Tag Archives: obituary

TSU remembers trailblazing educator, historian, author Dr. Bobby L. Lovett

NASHVILLE, Tenn. (TSU News Service) – Dr. Bobby L. Lovett, award-winning author, historian, and Professor Emeritus of Afro-American history at Tennessee State University, is being remembered as a trailblazing educator, civil rights advocate, and a pillar in the Tennessee historical community.

“Dr. Bobby Lovett made a lasting impression on his students, colleagues, and anyone who crossed his path,” President Glover said. “Dr. Lovett embodied our motto of think, work, and serve and took his role very seriously in cultivating young minds for future leadership and representing TSU.”

For more than 30 years Dr. Lovett served as professor of history at TSU until his retirement in 2011. For 10 of those years, he also served as dean of the then College of Arts and Sciences. 

A prolific writer, Lovett’s historical expertise led him to author more than eight books on American and African American History. His most recent book, A Touch of Greatness: A History of Tennessee State University, published in 2012, is part of series that examines the role of historically black colleges and universities throughout the civil right struggle and American history. His 2005 book, The Civil Rights Movement in Tennessee: A Narrative History, won the “Tennessee History Book Award” by the Tennessee Library Association and Tennessee Historical Commission.

Former colleague Dr. Learotha  Williams described Lovett as a mentor and friend.

“I would not be at TSU were it not for Dr. Lovett,” said Dr.  Williams, associate professor of history, who said Lovett invited him to “look” at the position when it was open.

“In addition to teaching and his love for students, I think when it comes to what he meant to the city, he’s the father of black Nashville history; that is the stuff that he talked about. He was the guy that highlighted and said that we need to pay attention to this one, in order to understand Nashville.”

Lovett was a founding member of the Nashville Conference on African American History and Culture. Started in 1981, the conference brings together historians, educator, students, and other individuals interested in how African Americans shaped the history of Nashville and Tennessee.

He was born in Memphis, Tennessee, where he received his public-school education and completed Booker T. Washington High School. Lovett earned his B.A. at Arkansas A.M. & N State College (today’s University of Arkansas campus at Pine Bluff) and M.A. and Ph.D. degrees at the University of Arkansas in Fayetteville.

Before coming to TSU, Lovett taught history courses in the Memphis Public School System (1969-1970) and at Eureka College (1970-1973).

Dr. Lovett was laid to rest  on Friday, Dec. 29 in Woodlawn Memorial Park after funeral services at First Baptist Church Capitol Hill, in Nashville.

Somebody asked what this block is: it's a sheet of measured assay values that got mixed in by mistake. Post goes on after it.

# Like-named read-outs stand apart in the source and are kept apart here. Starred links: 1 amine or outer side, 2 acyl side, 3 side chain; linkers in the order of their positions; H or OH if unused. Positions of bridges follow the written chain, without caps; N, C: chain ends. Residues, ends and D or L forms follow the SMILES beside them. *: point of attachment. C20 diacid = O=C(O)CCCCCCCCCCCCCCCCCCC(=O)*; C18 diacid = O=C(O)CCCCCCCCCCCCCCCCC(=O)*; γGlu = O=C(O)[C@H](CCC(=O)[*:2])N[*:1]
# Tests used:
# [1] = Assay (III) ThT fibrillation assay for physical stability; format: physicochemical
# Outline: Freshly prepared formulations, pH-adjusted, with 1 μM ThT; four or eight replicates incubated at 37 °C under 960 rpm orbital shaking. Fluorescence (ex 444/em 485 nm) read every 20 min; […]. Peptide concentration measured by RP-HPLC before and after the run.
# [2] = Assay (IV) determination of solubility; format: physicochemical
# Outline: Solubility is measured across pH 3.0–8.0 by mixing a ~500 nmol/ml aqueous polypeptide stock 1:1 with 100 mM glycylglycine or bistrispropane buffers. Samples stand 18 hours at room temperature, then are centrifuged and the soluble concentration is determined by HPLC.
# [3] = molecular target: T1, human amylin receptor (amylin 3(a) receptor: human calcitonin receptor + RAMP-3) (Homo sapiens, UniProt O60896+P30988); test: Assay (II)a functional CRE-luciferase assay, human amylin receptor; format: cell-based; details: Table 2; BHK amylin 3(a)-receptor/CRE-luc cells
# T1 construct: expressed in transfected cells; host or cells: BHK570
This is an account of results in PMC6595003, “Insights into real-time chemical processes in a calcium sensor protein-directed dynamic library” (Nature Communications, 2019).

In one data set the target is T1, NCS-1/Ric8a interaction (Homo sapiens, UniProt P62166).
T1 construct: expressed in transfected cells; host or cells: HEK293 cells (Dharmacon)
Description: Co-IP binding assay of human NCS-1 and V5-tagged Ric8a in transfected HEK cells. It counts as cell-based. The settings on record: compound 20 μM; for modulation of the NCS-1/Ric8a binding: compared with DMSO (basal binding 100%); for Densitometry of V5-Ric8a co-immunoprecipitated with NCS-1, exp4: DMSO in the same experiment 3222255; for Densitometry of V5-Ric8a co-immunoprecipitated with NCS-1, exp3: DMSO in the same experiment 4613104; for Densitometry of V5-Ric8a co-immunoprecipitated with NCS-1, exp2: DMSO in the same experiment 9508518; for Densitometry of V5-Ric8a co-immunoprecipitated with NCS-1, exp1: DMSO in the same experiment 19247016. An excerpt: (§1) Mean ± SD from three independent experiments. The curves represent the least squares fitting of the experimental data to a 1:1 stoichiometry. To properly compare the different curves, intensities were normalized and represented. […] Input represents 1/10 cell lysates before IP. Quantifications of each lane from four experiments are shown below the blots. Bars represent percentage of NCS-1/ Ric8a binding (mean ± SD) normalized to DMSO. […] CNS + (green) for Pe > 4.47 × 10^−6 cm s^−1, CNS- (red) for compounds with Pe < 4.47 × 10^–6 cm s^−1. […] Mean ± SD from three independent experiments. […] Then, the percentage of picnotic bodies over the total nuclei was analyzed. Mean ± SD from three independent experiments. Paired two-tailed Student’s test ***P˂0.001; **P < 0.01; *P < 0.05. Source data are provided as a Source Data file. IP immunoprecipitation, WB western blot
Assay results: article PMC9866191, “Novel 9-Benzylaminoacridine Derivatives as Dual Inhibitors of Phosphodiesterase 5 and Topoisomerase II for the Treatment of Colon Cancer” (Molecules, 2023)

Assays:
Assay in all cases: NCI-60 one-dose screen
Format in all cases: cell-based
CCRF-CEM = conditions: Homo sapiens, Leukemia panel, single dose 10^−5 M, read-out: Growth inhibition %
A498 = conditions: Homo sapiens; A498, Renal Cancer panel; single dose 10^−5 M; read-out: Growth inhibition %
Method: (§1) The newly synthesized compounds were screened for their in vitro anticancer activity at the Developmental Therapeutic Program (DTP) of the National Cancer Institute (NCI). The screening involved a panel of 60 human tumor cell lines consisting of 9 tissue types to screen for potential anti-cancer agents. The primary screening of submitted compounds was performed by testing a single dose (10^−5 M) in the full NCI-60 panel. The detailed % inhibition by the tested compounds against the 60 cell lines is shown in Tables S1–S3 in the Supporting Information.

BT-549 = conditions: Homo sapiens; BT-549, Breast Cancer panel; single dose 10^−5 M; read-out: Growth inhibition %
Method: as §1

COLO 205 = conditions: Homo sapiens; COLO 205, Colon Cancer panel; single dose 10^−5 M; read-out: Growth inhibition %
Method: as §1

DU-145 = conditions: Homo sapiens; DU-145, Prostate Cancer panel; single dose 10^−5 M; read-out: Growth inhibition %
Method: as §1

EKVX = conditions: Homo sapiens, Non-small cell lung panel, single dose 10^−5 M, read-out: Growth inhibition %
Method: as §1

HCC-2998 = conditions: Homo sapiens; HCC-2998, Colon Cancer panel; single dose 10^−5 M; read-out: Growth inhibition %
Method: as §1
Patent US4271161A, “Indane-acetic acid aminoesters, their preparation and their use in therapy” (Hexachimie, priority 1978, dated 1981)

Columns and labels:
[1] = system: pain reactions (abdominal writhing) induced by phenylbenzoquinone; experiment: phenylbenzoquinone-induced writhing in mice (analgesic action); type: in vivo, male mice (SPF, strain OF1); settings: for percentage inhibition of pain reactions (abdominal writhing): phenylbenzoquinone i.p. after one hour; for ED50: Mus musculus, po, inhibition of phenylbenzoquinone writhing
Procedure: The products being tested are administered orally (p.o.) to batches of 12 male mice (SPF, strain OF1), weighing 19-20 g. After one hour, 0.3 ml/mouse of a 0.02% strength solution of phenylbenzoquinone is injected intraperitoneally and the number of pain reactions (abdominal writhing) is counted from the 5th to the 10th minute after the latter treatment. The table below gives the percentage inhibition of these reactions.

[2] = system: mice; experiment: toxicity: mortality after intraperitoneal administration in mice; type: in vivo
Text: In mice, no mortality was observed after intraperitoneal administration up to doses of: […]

Former Miss TSU and Memphis educator Pippin passes at age 96

NASHVILLE, Tenn. (TSU News Service) – Harriet Louise Johnson Pippin, who was the oldest living former Miss Tennessee State University, and 30-year Memphis area educator, has died at age 96. Pippin was described as a sweetheart, as she was born on Valentine’s Day. She died on June 10 in Memphis, Tennessee. 

Pippin was Miss TSU in 1946-47 and a member of Alpha Kappa Alpha Sorority Incorporated. 

Harriet Louise Johnson Pippin (Photo submitted)

Her career as an educator with Memphis City Schools, included Booker T. Washington High School and Georgia Avenue Elementary, retiring 31 years later. She loved her family and had a passion for traveling and serving Christ as a member of Metropolitan Baptist Church in Memphis for over 70 years, according to her obituary. 

Barbara Murrell, former Miss TSU, who won the crown 13 years after Pippin, said she was “a determined, extraordinaire queen.” 

“She will be remembered for her warm and caring personality, inspiration provided to other queens at our Annual Teas, and dedication to serve as a role model for all of us who respected and loved her dearly,” said Murrell, who was a senior administrator at TSU for many years. She noted that Pippin’s poise as a queen exuded dignity and determination. 

President Glenda Glover with former Miss TSU Harriet Louise Johnson Pippin at a recent Miss TSU Tea at the President’s residence. (Photo submitted)

The Ashland, Kentucky native married William Pippin just a year before graduating from TSU. The pair had four children and several grandchildren, great grandchildren, and great-great grandchildren. 

Pippin’s family expressed their sentiments in her obituary by writing, “We will miss her tremendously, yet her legacy will continue to live in each of us.”

Department of Media Relations

Tennessee State University
3500 John Merritt Boulevard
Nashville, Tennessee 37209

Founded in 1912, Tennessee State University is Nashville’s only public university, and is a  premier, historically black university and land-grant institution offering 39 bachelor’s degree programs, 24 master’s degree programs, and seven doctoral degrees.  TSU is a comprehensive research intensive institution with a R-2 Carnegie designation, and has a graduate school on its downtown Avon Williams Campus, along with the Otis Floyd Nursery Research Center in McMinnville, Tennessee.  With a commitment to excellence, Tennessee State University provides students  with a quality education in a nurturing and innovative environment that prepares them as alumni to be global leaders in every facet of society. Visit the University online at tnstate.edu.